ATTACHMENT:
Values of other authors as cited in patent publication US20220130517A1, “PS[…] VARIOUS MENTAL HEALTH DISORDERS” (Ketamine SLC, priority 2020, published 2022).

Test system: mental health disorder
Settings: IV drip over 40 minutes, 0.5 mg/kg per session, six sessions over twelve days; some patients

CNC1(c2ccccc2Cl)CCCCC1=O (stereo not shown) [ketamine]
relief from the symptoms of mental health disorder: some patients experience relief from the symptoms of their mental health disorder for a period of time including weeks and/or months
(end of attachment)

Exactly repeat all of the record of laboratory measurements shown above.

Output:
Values of other authors as cited in patent publication US20220130517A1, “PS[…] VARIOUS MENTAL HEALTH DISORDERS” (Ketamine SLC, priority 2020, published 2022).

Test system: mental health disorder
Settings: IV drip over 40 minutes, 0.5 mg/kg per session, six sessions over twelve days; some patients

CNC1(c2ccccc2Cl)CCCCC1=O (stereo not shown) [ketamine]
relief from the symptoms of mental health disorder: some patients experience relief from the symptoms of their mental health disorder for a period of time including weeks and/or months